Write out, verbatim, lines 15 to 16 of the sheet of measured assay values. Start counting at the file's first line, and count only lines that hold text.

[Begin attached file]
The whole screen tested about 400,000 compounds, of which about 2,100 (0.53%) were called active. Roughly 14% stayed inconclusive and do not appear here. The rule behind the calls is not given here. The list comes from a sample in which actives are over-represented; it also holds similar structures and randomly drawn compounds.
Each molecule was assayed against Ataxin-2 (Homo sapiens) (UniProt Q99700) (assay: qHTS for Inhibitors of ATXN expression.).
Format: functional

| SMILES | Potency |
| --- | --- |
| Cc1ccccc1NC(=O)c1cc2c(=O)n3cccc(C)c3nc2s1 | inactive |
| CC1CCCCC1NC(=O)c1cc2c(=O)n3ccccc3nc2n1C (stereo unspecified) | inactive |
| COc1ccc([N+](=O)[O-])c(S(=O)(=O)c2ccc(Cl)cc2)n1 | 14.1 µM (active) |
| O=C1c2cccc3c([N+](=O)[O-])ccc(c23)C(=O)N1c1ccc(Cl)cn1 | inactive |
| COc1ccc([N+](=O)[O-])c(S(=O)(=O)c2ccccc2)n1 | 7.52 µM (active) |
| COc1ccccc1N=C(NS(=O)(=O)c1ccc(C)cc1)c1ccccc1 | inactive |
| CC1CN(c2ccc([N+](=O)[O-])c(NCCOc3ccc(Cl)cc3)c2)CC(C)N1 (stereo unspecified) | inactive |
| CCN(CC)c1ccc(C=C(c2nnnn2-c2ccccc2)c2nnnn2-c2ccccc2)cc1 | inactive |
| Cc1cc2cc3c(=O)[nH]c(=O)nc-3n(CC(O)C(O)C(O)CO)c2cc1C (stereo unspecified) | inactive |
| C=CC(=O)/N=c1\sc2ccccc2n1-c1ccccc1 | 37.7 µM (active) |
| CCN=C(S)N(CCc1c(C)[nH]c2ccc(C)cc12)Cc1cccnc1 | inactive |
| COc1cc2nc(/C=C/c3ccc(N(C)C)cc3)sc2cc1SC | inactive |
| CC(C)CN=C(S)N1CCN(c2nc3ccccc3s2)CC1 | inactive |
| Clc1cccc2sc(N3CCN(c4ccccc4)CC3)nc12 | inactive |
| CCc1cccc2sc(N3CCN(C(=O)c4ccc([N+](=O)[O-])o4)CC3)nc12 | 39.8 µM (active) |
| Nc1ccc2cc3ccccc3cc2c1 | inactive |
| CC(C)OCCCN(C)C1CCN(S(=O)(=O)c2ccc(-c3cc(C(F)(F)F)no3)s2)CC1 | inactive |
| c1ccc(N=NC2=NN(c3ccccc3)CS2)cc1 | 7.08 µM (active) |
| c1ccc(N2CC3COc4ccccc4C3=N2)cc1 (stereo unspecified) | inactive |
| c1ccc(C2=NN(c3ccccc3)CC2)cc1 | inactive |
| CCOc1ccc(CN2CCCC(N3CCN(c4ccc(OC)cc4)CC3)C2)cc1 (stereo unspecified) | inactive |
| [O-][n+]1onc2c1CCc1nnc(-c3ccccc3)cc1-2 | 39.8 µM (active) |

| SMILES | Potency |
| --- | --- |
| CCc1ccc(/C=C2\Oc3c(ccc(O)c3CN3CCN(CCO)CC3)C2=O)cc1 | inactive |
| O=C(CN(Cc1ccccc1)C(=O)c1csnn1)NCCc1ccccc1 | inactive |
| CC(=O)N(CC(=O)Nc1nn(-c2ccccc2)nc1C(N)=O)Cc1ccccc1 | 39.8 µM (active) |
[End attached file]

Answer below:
| C=CC(=O)/N=c1\sc2ccccc2n1-c1ccccc1 | 37.7 µM (active) |
| CCN=C(S)N(CCc1c(C)[nH]c2ccc(C)cc12)Cc1cccnc1 | inactive |